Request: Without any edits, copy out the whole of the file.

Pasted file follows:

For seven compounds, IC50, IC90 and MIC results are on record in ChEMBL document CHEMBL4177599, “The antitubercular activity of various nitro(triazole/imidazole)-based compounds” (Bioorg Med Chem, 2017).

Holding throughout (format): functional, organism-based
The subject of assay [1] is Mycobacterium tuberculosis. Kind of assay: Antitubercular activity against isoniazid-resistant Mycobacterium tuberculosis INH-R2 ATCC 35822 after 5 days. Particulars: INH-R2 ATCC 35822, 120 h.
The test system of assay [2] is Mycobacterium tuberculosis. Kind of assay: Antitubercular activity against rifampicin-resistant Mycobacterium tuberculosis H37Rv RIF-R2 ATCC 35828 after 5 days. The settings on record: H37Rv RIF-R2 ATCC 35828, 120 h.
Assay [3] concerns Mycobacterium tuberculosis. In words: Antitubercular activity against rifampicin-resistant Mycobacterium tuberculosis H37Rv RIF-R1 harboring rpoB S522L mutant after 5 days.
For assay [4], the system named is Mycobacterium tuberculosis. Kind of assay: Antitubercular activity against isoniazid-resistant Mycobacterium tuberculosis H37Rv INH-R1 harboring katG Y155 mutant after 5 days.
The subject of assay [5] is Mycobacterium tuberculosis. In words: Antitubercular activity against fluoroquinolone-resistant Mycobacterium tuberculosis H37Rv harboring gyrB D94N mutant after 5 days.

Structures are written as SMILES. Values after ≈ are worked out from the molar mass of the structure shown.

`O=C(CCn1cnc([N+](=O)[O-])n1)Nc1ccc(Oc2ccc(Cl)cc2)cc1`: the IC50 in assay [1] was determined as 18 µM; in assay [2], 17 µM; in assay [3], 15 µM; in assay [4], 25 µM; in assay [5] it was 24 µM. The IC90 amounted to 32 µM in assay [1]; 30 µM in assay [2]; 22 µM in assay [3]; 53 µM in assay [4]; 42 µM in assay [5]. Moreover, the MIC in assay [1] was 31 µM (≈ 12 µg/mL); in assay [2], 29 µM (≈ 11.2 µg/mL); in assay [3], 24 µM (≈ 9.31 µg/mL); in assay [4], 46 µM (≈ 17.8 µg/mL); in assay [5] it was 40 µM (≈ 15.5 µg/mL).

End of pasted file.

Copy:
For seven compounds, IC50, IC90 and MIC results are on record in ChEMBL document CHEMBL4177599, “The antitubercular activity of various nitro(triazole/imidazole)-based compounds” (Bioorg Med Chem, 2017).

Holding throughout (format): functional, organism-based
The subject of assay [1] is Mycobacterium tuberculosis. Kind of assay: Antitubercular activity against isoniazid-resistant Mycobacterium tuberculosis INH-R2 ATCC 35822 after 5 days. Particulars: INH-R2 ATCC 35822, 120 h.
The test system of assay [2] is Mycobacterium tuberculosis. Kind of assay: Antitubercular activity against rifampicin-resistant Mycobacterium tuberculosis H37Rv RIF-R2 ATCC 35828 after 5 days. The settings on record: H37Rv RIF-R2 ATCC 35828, 120 h.
Assay [3] concerns Mycobacterium tuberculosis. In words: Antitubercular activity against rifampicin-resistant Mycobacterium tuberculosis H37Rv RIF-R1 harboring rpoB S522L mutant after 5 days.
For assay [4], the system named is Mycobacterium tuberculosis. Kind of assay: Antitubercular activity against isoniazid-resistant Mycobacterium tuberculosis H37Rv INH-R1 harboring katG Y155 mutant after 5 days.
The subject of assay [5] is Mycobacterium tuberculosis. In words: Antitubercular activity against fluoroquinolone-resistant Mycobacterium tuberculosis H37Rv harboring gyrB D94N mutant after 5 days.

Structures are written as SMILES. Values after ≈ are worked out from the molar mass of the structure shown.

`O=C(CCn1cnc([N+](=O)[O-])n1)Nc1ccc(Oc2ccc(Cl)cc2)cc1`: the IC50 in assay [1] was determined as 18 µM; in assay [2], 17 µM; in assay [3], 15 µM; in assay [4], 25 µM; in assay [5] it was 24 µM. The IC90 amounted to 32 µM in assay [1]; 30 µM in assay [2]; 22 µM in assay [3]; 53 µM in assay [4]; 42 µM in assay [5]. Moreover, the MIC in assay [1] was 31 µM (≈ 12 µg/mL); in assay [2], 29 µM (≈ 11.2 µg/mL); in assay [3], 24 µM (≈ 9.31 µg/mL); in assay [4], 46 µM (≈ 17.8 µg/mL); in assay [5] it was 40 µM (≈ 15.5 µg/mL).